Low stamina: dead battery

My EnRhythm Medtronic battery died a few weeks ago and I am running on my backup until 5/4 when I will get it replaced.  I have very little stamina and I am wondering if it is my "situation" with the pacemaker?  EP said I had no exercise restrictions until the surgery.


Low battery

by lovaldgs - 2018-04-12 08:59:23

Yes, that’s why you feel  that way.  My battery went into replacement  mode and I felt very tired, no stamina.   It stayed at a constant rate with no rate response.  Now that I have new pacer, the difference is amazing. Good luck with your replacement. 


by Tracey_E - 2018-04-12 09:28:19

Your lack of stamina is definitely the pacer. When they get to the end, they cut back function so it's probably no longer getting your rate up. It'll keep it from geting dangerously low, but that's about it. Can't they get you in sooner? Usually once it switches modes they get us in within a day or two. Take it easy until you get the new one.

Low stamina: dead battery

by wantok - 2018-04-12 11:24:59

Thank you so much.  I put it off a bit because I have a musical recital and didn't want to do it a day before because, ironically, the recital can be physically demanding.  But I will see what I can do.  Nice to know it isn't just accelerated aging.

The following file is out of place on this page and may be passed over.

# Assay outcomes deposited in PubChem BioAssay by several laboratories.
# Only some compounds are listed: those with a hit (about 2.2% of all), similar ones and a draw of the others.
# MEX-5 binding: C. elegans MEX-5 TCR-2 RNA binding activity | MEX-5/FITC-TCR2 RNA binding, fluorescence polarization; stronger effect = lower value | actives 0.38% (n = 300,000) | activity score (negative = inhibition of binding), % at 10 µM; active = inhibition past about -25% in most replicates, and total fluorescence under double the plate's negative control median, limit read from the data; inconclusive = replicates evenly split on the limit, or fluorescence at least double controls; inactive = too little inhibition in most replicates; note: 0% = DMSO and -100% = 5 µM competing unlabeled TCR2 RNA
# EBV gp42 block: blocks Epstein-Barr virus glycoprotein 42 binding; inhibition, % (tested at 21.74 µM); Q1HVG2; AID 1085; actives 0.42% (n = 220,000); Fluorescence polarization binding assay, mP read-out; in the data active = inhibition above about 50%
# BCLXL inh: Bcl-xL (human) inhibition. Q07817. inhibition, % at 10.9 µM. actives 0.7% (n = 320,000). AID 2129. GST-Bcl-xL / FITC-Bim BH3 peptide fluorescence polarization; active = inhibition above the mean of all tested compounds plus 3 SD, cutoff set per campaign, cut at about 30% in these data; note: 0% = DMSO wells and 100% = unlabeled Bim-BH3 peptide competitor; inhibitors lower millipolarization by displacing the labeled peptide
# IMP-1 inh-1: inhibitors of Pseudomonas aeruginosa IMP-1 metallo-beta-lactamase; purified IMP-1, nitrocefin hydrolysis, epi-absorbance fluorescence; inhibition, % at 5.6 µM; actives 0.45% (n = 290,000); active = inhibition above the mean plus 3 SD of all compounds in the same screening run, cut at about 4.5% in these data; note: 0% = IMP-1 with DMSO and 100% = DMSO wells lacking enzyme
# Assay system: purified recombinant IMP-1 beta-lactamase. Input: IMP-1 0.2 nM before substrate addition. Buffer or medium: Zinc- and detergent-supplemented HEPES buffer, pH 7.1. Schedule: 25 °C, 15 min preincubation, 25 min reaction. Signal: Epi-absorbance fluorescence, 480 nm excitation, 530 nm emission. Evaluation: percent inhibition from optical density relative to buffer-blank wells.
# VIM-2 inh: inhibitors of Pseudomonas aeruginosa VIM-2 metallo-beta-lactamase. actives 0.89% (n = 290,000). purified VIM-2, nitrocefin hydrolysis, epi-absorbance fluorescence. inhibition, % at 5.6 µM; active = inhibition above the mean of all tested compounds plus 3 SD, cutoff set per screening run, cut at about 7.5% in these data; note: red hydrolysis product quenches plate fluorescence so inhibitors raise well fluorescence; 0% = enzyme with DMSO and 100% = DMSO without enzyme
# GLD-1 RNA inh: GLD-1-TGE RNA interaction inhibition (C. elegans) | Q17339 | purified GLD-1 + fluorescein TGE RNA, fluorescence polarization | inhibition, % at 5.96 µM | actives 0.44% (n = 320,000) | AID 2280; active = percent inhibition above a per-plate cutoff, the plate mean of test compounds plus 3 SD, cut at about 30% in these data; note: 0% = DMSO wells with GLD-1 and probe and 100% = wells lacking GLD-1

Low stamina: dead battery

by wantok - 2018-04-13 11:31:19

Anyone have any thoughts about doing a marimba recital where I play 4 songs that do involve the upper body 30 hours after battery replacement surgery?  (Probably comparable to a brisk freestyle swim for under 20 minutes)

relax and ride it out

by dwelch - 2018-04-16 03:01:34

Couch potato time, binge watch those tv shows you have been meaning to watch.  Kinda surprised they would say no restrictions.  I couldnt make it up the stairs at work without a break in the middle, switched to the elevator until after my next device.  If you were to do something active, pass out, get hurt, that would be on them.

They possibly/probably locked the pacer at say 65 beats per minute (not a doc thing but the folks that made it).  It doesnt have to burn as much power making decisions, can stretch out the last of the battery for a few months.  Also helps that we the patient dont feel so good, out of breath, cant do the activities we used to do just days ago, etc, call the doc, doc checks the rate, maybe doesn an interrogation, there you go...

This is an automatic thing, they cant program it to go back to normal, if they could that would be a huge liability to burn the battery down faster.

Was told that insurance companies are pushing the docs to have us fall into this mode before they will approve the replacement.  I guess they think they save a few bucks stretching the device out a little longer (actually they do if you think about it).  If not the norm I expect it will be before long.  So some folks may have had replacements without going into this mode, but going forward I expect more of us who have not already dealt with this, will.  I guess we will see what happens.

This is all part of the pacemaker experience.  Enjoy it.  


You know you're wired when...

Your pacemaker interferes with your electronic scale.

Member Quotes

I am 100% pacemaker dependant and have been all my life. I try not to think about how a little metal box keeps me alive - it would drive me crazy. So I lead a very active life.